Encyclopedia of Oklahoma History and Culture

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Since the enactment of the Land Ordinance of 1785 by the United States Congress, one section (section sixteen) of land in each township has been reserved for the support of the public elementary school known as the common school. After 1848 section thirty-six was also set aside. In Oklahoma Territory (O.T.), according to the Organic Act of 1890, if sections sixteen and thirty-six were claimed by American Indians through allotment or by settlers before the land was surveyed, other land was allotted in lieu of those sections. These "in lieu" lands were known as common school indemnity lands. The Organic Act prohibited leasing the land. Realizing no financial benefit from the school lands, Territorial Gov. George Steele appealed to Congress, which passed an act on March 3, 1891, authorizing the lease of the land.

Sunnyside School, Cherokee Strip, 1895

Additional lands were set aside in O.T. through the proclamation signed by Pres. Grover Cleveland for the land opening of the Cherokee Outlet in 1893. Section thirteen was allotted for the support of higher education and section thirty-three for the construction of public buildings. On March 2, 1895, Congress passed an act granting the allotment of lands in lieu of sections thirteen and thirty-three if these sections were occupied by individuals or military installations such as Fort Sill. Consequently, Oklahoma had state educational institutions indemnity lands and public building indemnity lands in addition to common school indemnity lands.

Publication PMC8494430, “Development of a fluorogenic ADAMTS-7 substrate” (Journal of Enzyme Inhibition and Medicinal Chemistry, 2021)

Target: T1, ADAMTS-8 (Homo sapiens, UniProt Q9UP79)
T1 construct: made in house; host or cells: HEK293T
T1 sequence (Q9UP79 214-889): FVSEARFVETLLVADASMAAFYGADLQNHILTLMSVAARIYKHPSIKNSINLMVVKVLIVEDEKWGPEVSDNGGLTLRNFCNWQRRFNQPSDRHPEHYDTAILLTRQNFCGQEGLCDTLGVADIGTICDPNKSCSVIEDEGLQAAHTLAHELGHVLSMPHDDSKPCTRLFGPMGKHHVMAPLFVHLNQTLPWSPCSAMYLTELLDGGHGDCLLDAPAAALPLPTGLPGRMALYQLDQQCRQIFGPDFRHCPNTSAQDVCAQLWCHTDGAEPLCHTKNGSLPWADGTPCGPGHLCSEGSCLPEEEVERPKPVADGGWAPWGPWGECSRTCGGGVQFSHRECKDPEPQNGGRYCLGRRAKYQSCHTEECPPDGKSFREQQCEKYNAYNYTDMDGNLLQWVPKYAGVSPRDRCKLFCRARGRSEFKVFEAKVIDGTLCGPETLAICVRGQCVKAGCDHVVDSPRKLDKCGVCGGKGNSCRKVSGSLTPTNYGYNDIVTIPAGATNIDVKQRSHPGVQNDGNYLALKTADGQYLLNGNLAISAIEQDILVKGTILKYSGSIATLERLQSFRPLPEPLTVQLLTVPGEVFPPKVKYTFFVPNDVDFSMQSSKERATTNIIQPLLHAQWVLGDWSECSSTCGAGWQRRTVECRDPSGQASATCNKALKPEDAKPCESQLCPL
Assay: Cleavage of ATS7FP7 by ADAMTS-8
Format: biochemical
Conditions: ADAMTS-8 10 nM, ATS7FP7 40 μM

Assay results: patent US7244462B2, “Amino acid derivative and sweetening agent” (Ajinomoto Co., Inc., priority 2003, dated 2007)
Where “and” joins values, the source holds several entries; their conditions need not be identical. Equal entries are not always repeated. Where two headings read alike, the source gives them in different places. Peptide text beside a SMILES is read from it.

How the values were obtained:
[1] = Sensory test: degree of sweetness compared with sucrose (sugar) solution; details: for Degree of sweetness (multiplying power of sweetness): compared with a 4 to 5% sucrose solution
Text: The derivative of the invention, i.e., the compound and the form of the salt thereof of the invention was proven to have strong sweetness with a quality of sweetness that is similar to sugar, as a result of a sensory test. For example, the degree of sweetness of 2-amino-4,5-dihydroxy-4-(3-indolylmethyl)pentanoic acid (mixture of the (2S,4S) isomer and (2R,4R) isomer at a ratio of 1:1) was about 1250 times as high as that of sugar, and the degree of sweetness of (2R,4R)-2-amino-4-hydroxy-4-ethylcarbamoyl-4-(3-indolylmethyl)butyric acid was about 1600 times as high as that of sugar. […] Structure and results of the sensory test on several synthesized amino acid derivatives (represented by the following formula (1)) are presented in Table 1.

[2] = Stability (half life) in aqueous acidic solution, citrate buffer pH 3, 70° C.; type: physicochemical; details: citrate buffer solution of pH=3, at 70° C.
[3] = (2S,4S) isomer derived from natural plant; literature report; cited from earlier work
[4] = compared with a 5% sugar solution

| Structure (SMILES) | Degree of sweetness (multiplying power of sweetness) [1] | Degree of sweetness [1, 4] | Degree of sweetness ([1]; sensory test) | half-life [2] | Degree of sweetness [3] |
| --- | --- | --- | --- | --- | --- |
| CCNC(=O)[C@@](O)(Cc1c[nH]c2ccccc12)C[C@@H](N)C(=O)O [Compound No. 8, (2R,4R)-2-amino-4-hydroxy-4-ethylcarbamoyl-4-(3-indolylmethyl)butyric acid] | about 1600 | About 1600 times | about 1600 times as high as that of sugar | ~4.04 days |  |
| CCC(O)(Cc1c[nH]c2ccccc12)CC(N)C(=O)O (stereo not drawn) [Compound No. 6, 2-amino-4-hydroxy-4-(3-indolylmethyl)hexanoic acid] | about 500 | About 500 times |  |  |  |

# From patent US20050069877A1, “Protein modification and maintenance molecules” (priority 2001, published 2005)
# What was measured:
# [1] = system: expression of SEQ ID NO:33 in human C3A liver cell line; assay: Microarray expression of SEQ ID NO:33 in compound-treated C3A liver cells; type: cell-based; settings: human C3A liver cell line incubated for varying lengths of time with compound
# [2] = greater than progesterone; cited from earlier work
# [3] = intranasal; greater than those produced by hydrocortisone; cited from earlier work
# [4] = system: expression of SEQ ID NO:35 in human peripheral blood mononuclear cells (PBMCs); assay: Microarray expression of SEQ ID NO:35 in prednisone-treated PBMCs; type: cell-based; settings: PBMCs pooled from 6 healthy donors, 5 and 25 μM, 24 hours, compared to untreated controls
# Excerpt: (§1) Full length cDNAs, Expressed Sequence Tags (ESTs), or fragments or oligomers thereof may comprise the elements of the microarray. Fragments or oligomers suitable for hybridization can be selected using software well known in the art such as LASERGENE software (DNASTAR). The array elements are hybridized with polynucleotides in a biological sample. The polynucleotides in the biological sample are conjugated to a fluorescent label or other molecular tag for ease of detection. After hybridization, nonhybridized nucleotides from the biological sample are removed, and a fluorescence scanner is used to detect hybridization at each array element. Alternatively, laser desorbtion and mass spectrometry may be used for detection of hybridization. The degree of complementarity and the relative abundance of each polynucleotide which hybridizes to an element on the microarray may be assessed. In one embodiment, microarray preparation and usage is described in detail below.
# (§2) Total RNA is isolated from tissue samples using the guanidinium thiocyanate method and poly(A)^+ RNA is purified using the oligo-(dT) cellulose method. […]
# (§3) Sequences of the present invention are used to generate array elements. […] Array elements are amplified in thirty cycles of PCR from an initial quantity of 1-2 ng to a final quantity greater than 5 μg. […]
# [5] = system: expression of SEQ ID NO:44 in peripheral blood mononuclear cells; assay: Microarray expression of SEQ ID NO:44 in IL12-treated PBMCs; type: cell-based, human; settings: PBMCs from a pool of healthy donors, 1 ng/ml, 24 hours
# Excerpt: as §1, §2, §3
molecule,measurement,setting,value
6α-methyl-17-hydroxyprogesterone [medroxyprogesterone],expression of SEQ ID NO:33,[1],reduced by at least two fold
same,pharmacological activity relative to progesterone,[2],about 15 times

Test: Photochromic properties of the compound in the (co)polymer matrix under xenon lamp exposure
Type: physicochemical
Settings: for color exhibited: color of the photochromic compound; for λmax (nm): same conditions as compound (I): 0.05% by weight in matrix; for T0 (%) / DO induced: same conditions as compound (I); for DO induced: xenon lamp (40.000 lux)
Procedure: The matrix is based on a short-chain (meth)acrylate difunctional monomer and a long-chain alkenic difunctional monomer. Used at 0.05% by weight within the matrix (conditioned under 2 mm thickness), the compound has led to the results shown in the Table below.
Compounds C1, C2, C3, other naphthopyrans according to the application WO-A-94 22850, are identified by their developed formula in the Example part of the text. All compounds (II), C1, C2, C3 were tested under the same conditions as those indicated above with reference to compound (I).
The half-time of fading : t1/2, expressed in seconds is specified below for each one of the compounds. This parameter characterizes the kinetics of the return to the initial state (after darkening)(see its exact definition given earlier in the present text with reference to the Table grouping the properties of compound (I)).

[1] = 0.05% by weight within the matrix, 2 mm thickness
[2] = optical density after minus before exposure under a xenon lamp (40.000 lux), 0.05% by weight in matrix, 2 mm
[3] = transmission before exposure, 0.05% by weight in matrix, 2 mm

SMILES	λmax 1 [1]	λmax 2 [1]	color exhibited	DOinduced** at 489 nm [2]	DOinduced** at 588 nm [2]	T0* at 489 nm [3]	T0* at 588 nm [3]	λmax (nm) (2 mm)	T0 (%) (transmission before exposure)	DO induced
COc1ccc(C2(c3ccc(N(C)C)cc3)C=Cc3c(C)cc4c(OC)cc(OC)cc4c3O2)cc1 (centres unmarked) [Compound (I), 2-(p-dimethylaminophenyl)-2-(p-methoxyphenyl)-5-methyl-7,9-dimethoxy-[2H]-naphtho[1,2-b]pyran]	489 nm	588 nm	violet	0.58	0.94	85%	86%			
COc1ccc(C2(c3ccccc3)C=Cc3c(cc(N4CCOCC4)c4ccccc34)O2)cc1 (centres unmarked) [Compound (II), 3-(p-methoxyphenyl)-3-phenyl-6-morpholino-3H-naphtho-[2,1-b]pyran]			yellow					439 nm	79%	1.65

In 1904 the Board for Leasing Territorial Land reported that O.T. had lease income of $102,421 from 214,651 acres of common school indemnity lands. At 1907 statehood the Commissioners of the Land Office replaced the territorial board. The commissioners took control of 3,177,480 acres of land from all sources valued at $11.2 million and $5 million in cash granted by Congress as indemnity for the lack of school lands in Indian Territory.

In a 1908 general election Oklahoma voters rejected State Question 5, which would have permitted the sale of school and public lands. However, in 1909 the state legislature passed an act authorizing the sale of school lands. Through the years parcels of school lands have been sold with the proceeds deposited in the permanent school fund.


BIBLIOGRAPHY: Frederick S. Barde, "What Shall We Do With the School Lands?" Sturm's Oklahoma Magazine 6 (April 1908). "Common School Indemnity Lands," Vertical File, Research Division, Oklahoma Historical Society, Oklahoma City. Oliver Hodge, "The Administration and Development of the Oklahoma School Land Department" (Ph.D. diss., University of Oklahoma, 1937). Guy Nelson, "School Lands of Oklahoma," The Chronicles of Oklahoma 46 (Autumn 1968). D. W. Peery, "History of Oklahoma's School Endowment," The Chronicles of Oklahoma 13 (December 1935).

Linda D. Wilson

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